When you take the Laplace transform of a function $\displaystyle f(t) $ of the varible $\displaystyle t $, you get a function $\displaystyle F(s) $ of a different variable $\displaystyle s $.
The rule
$\displaystyle {\cal L} f(at) = \frac {1}{a} F(s/a) $
tells you how to find the Laplace transform of $\displaystyle f(at) $ when you only know the Laplace transform of $\displaystyle f(t) $.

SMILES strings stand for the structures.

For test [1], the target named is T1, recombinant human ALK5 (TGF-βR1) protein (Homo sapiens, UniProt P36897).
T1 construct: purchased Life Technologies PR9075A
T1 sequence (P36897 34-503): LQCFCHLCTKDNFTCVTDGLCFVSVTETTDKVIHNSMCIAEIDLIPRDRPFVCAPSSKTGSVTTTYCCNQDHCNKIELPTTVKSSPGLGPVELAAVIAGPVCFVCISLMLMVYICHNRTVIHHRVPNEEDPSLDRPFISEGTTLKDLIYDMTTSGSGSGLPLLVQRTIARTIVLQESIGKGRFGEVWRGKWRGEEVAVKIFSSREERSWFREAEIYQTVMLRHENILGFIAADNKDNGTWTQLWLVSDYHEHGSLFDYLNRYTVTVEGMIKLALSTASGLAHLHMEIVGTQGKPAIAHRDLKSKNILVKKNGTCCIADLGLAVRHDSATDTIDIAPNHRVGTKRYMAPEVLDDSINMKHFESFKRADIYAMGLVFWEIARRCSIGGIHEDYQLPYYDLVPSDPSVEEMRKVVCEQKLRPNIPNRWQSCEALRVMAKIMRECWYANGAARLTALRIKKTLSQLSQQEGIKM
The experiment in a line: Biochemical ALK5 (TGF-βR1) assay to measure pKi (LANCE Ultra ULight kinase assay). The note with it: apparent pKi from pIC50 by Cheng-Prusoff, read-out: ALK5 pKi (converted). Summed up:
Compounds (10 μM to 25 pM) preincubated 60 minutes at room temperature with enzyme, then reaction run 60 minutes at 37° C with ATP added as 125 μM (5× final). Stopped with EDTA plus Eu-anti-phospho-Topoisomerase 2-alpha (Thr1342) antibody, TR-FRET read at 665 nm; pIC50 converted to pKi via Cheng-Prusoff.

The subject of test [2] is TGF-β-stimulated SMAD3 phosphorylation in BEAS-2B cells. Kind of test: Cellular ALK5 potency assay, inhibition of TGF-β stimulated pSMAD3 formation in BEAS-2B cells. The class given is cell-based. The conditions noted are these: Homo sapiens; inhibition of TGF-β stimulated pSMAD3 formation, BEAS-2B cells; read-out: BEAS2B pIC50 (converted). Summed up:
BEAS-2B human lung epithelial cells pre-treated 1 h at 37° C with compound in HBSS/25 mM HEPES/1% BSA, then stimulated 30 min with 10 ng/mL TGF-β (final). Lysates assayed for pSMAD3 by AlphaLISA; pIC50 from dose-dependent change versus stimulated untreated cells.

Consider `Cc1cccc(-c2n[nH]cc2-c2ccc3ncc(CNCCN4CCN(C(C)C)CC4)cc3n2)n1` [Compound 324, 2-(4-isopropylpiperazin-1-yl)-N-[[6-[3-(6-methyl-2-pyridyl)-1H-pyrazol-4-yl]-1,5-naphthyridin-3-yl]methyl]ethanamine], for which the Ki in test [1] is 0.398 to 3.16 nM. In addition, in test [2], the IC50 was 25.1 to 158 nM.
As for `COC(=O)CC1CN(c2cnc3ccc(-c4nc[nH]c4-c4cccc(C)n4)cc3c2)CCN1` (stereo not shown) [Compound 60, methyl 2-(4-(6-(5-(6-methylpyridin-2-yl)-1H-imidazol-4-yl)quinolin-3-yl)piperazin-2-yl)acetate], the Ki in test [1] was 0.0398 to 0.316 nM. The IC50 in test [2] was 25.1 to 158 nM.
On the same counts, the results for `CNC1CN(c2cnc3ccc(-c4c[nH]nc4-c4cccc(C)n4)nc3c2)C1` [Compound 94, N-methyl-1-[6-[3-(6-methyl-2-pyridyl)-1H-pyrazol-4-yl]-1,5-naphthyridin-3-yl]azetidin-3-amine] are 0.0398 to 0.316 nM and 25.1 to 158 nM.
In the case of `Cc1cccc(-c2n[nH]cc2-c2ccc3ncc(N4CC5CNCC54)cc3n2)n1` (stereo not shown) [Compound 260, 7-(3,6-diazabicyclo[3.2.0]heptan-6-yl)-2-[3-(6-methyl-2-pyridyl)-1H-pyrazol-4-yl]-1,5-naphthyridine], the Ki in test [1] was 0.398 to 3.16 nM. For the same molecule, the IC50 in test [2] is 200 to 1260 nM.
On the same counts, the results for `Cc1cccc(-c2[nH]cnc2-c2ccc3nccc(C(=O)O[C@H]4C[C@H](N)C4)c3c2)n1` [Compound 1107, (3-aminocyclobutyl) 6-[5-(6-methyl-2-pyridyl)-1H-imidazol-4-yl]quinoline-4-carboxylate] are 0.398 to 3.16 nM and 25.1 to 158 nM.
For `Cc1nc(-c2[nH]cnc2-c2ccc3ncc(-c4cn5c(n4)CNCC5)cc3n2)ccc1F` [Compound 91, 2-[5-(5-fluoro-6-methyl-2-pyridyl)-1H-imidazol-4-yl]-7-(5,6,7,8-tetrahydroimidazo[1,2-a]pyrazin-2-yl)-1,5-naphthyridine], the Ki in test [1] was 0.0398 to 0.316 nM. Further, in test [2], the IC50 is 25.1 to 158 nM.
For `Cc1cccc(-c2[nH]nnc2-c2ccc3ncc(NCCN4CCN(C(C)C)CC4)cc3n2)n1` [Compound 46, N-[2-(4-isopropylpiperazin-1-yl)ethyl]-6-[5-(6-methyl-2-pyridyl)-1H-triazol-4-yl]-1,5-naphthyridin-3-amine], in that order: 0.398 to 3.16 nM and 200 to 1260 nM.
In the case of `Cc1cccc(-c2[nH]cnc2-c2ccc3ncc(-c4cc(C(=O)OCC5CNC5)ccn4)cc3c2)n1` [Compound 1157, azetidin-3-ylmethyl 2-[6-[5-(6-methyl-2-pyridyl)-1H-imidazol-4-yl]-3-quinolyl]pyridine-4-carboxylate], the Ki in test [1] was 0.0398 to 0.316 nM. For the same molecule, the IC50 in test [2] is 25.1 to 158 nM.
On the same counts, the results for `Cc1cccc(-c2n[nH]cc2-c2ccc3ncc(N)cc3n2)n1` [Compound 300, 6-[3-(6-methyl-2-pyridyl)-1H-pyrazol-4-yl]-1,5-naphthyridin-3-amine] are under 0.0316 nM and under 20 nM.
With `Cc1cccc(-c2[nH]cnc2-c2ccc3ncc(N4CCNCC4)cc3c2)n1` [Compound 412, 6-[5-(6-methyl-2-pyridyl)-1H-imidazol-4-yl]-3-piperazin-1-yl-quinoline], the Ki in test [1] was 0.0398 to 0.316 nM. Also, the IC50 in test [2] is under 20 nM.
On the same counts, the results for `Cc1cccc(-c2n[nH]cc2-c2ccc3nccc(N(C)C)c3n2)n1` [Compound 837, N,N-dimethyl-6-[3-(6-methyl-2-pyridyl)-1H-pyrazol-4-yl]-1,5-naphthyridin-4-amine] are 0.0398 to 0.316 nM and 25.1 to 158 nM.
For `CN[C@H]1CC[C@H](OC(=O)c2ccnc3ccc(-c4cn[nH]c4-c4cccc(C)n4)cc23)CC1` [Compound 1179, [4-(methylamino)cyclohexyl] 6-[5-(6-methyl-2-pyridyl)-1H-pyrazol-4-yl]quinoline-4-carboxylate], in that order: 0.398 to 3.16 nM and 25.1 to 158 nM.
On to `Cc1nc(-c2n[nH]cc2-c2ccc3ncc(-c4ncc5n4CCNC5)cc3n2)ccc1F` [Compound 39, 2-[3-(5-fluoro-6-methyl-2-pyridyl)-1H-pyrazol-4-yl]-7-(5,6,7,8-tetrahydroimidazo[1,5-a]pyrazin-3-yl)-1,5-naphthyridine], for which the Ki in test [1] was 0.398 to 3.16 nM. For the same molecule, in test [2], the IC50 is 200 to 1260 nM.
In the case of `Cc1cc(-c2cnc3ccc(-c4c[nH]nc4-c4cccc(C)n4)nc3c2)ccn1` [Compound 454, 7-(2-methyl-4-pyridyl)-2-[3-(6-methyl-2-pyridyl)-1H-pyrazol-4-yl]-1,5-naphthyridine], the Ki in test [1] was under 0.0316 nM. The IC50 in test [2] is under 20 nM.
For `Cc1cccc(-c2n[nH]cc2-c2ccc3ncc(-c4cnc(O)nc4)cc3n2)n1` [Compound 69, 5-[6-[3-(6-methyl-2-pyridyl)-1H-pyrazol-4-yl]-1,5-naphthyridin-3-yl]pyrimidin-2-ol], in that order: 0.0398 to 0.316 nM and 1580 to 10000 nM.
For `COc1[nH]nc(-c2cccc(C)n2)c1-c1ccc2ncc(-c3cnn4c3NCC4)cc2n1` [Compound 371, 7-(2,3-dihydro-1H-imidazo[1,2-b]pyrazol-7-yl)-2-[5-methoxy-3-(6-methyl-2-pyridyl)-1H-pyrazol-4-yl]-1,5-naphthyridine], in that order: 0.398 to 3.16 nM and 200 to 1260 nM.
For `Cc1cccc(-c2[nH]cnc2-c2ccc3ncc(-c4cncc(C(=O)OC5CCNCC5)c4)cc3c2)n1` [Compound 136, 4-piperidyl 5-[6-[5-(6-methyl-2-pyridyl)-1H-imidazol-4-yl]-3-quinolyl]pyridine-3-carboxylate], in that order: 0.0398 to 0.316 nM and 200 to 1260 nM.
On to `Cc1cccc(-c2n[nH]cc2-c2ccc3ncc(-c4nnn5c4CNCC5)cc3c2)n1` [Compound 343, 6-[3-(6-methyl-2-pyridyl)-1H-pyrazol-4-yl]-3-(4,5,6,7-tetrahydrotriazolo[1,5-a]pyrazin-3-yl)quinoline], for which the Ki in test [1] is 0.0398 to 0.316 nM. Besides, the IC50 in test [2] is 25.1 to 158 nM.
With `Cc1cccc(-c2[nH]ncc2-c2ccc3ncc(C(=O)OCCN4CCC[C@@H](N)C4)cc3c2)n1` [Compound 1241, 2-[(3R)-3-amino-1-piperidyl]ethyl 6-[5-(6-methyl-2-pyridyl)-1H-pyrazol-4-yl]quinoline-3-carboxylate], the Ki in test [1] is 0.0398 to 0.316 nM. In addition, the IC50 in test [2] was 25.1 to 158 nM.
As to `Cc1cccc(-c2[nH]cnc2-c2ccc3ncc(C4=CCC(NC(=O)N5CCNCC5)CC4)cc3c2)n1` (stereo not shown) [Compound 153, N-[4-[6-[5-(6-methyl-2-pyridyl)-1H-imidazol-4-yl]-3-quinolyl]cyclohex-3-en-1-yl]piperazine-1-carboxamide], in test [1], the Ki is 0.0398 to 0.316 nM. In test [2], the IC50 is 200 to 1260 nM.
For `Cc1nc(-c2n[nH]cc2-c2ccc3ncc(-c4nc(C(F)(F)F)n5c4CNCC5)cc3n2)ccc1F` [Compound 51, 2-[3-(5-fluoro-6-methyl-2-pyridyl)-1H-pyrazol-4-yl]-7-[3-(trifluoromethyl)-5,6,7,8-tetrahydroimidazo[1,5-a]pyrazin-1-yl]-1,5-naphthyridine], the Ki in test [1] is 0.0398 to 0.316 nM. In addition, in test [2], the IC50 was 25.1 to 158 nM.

For example, given that $\displaystyle {\cal L} \sin(t) = \frac {1}{s^2 + 1} $,
find $\displaystyle {\cal L} \sin(3t) $.
$\displaystyle {\cal L} \sin(3t) = \frac {1}{3} \frac {1}{ (s/3)^2 + 1} $
$\displaystyle = \frac {1} {3} \frac {1}{ \frac {s^2}{ 9} + 1} $
$\displaystyle = \frac {3}{9} \frac {1}{ \frac {s^2}{ 9} + 1} $
$\displaystyle = \frac {3}{s^2 + 9} = \frac {3}{s^2 + 3^2} $